For Guardians of Rare Turtles, an Unprecedented Sight

Hatchlings of critically endangered species recorded emerging for the first time
By John Johnson,  Newser Staff
Posted Jun 26, 2023 9:15 AM CDT

Conservationists are celebrating an unprecedented sight in regard to a species of turtle on the brink of extinction: A batch of babies emerged from the mud in Myanmar, and their human guardians were able to record it for the first time in the wild, reports the New York Times. The conservation group Fauna & Flora International released video of the Burmese peacock softshell turtles, a total of 15 newcomers. The turtles are found only in Myanmar, per IFL Science, which notes that the IUCN Red List regards them as "critically endangered"—only two categories remain after that, "extinct in the wild" and "extinct," period.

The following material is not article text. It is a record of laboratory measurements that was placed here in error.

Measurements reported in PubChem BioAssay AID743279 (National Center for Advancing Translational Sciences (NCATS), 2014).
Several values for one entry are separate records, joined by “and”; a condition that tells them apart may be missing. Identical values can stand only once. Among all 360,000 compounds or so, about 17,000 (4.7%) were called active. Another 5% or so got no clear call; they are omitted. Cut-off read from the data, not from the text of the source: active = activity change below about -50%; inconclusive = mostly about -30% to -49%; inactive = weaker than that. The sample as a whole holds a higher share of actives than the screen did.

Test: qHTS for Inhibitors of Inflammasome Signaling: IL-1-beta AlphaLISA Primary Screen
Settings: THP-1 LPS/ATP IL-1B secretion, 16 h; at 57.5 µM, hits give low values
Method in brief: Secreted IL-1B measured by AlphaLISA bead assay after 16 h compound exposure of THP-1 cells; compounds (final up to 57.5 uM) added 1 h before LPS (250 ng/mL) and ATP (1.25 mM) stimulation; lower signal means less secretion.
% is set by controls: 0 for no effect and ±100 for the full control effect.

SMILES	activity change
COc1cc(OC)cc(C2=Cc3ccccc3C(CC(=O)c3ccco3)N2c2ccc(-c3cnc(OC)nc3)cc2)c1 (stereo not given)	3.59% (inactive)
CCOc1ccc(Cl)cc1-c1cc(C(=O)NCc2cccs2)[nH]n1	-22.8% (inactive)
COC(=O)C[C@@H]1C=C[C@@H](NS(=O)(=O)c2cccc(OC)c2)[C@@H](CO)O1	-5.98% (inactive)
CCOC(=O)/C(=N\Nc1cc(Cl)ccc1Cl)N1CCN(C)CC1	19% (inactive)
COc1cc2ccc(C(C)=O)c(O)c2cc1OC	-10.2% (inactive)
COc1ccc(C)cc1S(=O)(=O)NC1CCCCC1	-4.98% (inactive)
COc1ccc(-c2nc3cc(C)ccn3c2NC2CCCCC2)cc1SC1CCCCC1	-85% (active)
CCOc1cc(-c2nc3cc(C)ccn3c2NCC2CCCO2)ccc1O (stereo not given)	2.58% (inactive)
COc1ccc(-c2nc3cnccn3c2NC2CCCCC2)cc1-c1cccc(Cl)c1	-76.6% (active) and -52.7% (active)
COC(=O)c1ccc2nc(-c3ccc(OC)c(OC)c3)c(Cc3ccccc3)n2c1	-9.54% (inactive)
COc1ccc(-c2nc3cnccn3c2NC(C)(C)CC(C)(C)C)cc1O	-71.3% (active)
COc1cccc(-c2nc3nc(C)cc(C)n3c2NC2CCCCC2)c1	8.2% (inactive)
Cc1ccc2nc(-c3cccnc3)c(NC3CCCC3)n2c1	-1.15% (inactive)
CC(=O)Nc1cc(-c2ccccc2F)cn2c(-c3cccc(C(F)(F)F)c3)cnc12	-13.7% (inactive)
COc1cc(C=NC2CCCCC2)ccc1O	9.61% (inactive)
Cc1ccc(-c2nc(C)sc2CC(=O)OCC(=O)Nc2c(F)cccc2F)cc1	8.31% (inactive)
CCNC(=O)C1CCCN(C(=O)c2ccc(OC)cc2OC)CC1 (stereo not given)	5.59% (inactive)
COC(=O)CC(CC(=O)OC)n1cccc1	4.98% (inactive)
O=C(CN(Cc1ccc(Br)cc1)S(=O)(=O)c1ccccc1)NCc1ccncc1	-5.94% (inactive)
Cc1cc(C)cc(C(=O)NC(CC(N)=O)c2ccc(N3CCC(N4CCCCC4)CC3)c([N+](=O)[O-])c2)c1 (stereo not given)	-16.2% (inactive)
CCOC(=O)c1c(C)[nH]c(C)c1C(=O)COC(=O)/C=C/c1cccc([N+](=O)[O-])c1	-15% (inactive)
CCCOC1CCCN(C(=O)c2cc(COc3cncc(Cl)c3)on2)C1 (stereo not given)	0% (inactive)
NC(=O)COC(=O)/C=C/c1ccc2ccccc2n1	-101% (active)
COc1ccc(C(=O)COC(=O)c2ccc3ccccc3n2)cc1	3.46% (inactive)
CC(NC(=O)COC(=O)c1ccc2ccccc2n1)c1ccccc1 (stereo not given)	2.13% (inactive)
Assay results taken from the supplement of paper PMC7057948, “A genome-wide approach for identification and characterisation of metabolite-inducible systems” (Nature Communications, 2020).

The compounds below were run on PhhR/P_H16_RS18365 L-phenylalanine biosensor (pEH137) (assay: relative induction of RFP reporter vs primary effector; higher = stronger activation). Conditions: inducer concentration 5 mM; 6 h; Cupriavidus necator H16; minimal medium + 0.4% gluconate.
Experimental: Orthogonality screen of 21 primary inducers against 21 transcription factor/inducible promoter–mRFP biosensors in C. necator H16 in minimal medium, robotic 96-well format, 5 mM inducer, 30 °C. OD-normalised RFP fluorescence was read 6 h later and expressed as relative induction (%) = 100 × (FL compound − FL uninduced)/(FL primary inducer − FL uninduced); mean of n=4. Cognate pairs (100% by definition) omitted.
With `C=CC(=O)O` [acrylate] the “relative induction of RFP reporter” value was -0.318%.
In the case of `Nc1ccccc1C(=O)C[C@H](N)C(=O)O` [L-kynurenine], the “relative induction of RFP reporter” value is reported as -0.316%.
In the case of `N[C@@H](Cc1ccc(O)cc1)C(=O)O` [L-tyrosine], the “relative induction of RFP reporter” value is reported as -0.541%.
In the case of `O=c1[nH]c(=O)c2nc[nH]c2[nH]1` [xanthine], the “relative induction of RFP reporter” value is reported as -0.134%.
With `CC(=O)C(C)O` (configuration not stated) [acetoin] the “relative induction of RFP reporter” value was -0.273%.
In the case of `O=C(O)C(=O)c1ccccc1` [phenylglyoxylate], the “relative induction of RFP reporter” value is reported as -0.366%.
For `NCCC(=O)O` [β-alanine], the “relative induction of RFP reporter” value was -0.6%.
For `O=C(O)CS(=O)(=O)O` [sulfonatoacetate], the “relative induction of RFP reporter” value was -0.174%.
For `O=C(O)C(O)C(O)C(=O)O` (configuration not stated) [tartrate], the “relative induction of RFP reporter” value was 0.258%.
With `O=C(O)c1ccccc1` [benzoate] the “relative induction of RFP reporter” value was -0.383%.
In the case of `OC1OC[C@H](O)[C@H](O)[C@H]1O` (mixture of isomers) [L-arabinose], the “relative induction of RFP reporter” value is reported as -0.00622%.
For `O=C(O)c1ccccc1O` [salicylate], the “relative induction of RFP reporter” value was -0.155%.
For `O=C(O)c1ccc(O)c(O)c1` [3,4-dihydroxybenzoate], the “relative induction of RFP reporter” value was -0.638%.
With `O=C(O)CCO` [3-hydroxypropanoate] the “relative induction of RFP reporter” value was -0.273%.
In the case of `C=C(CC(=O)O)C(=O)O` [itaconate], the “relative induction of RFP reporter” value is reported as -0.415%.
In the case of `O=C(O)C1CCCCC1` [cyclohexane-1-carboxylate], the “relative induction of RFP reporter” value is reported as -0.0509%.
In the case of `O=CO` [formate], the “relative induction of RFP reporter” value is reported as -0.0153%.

The freshwater turtles have been pushed to the brink because of two factors: They are in high demand in East Asian food markets, and their habitat is being steadily wiped out, per Insider. Fauna & Flora teamed up with local volunteers to protect nesting sites near one of Myanmar's largest inland lakes, Indawgyi, and that's where the hatchlings emerged. It is "exquisitely thrilling," biology professor Fredric Janzen of Michigan State University, who was not involved in the project, tells the Times. Already, scientists have learned something: The eggs took nine months to hatch, much longer than the eggs of other species. (More endangered species stories.)

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